Police Controlling Media Again on Serial Predator Case

By Ray Stern

A Phoenix man is sitting in jail today on suspicion of touching, grabbing, and possibly trying to kidnap or molest a dozen young girls in recent weeks.

His name is Robert Jesse Payan, 28. But police don't want you to see who he is yet. They haven't released his mug shot. They won't confirm whether Internet pictures of a man matching the suspect's description are of the suspect. And they won't say whether their suspect sketch (above) resembles the man, even though police acknowledge the sketch helped catch him.

As New Times reported on July 18, Phoenix police have already tried to stop news reporters from talking to any witnesses or victims in the case, though one TV news outlet — Channel 3 (KTVK) — bucked the request and ran one such interview regardless.

But Channel 3, like others in the news media, has held back on publishing pictures of Payan, as the police have requested. That's mainly because Phoenix police and the Maricopa County Sheriff's Office haven't released an official photo. According to Detective Reuben Gonzalez, the reason is that "our investigators are still working with victims to conduct photo lineups and process forensic evidence."

As this police spreadsheet of the attacks shows, the victims were young and their descriptions somewhat vague. Police are worried that if they release the jailed suspect's photo, one of the victims or witnesses might see it on TV or elsewhere, distorting recollections and screwing up the investigation. It seems the cops believe they've nailed the guy on several attacks but want as many victims as possible to identify him in order to heap on the charges.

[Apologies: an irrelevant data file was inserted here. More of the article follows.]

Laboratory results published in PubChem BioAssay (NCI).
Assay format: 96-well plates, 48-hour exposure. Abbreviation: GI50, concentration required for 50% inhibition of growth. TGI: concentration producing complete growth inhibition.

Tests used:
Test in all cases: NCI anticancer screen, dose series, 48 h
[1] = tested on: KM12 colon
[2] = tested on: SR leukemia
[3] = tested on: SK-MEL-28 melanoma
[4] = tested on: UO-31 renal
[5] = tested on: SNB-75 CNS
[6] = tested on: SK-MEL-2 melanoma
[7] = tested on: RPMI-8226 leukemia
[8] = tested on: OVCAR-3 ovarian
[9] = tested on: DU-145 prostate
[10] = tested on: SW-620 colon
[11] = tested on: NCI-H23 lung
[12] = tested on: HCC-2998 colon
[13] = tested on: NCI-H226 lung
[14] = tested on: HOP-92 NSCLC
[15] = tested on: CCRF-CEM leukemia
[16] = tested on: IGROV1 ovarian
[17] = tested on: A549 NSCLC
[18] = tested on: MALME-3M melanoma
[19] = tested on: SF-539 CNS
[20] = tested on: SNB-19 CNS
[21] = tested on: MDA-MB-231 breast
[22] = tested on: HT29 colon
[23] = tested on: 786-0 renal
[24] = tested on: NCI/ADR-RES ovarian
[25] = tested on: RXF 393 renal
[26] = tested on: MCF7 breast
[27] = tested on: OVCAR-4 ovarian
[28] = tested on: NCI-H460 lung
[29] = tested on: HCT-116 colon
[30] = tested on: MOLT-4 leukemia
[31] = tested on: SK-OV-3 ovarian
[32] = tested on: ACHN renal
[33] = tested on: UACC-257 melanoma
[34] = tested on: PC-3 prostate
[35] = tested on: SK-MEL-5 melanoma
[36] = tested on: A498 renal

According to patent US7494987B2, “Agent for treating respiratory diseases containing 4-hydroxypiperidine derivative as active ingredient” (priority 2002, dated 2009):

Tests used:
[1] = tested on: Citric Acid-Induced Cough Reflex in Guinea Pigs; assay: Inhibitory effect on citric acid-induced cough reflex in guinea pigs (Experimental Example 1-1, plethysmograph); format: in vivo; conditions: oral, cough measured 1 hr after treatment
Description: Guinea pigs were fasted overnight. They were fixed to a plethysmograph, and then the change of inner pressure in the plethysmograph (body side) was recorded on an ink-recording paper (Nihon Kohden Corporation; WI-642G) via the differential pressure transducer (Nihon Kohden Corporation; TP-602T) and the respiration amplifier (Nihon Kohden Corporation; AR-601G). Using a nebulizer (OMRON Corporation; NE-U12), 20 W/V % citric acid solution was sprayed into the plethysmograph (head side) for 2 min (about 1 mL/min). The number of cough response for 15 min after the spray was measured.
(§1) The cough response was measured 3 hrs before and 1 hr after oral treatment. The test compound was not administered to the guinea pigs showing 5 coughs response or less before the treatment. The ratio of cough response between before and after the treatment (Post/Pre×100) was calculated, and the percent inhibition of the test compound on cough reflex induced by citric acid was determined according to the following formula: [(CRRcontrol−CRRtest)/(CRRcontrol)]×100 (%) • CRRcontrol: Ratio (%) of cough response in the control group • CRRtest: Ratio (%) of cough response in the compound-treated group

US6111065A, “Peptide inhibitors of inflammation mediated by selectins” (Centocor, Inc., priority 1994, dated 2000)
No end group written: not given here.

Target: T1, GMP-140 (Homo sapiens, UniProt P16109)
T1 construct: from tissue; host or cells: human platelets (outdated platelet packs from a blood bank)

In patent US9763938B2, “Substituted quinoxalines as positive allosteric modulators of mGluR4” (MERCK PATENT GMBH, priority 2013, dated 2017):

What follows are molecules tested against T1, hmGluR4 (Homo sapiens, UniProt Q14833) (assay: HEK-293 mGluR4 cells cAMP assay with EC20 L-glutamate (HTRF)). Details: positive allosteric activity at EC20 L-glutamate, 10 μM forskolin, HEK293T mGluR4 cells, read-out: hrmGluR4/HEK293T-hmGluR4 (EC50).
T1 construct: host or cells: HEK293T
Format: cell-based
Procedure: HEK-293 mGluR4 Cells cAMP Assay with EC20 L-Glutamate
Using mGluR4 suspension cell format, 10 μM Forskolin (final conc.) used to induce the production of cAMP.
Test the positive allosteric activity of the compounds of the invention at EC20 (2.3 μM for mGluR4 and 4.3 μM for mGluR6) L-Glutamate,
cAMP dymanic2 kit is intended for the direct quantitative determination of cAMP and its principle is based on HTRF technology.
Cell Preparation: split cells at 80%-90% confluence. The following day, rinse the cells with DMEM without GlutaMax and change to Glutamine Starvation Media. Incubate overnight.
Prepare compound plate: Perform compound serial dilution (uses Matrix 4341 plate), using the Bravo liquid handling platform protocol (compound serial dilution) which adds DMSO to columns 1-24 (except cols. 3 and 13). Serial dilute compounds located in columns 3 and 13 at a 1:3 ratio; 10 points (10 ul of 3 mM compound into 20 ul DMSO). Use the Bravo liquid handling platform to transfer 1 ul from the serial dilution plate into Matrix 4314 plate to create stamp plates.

Whether that's the right call is merely opinion, however. Though the cops will probably release the suspect's photo today or tomorrow, perhaps the delay will mean another victim will never come forward. It could also be argued that once an arrest has been made, the public has the right know exactly who this guy is.

Sybil Hoffman, Channel 3's assistant news director, says she still believes her station made the right call in airing the victim interview.

"The police are not happy with us," Hoffman says. "But we stood our ground."

Unlike in that situation, though, withholding the suspect's picture while police interview the victims and do lineups is understandable, Hoffman says.

Like Channel 3, New Times was able to find photos that could be of the jailed suspect. However, without official confirmation, New Times has decided not to publish those photos — another journalism ethics problem, to be sure, but kind of a no-brainer. It would be horrendous to link an innocent person to these perverted attacks.

Phoenix police deserve praise if it turns out they got the right man in this case. According to news reports, they put Payan under surveillance for about a week before taking him in. But the reason they were watching him was because witnesses had identified him from the sketch — which, quite possibly, they had seen because of the extensive media coverage.


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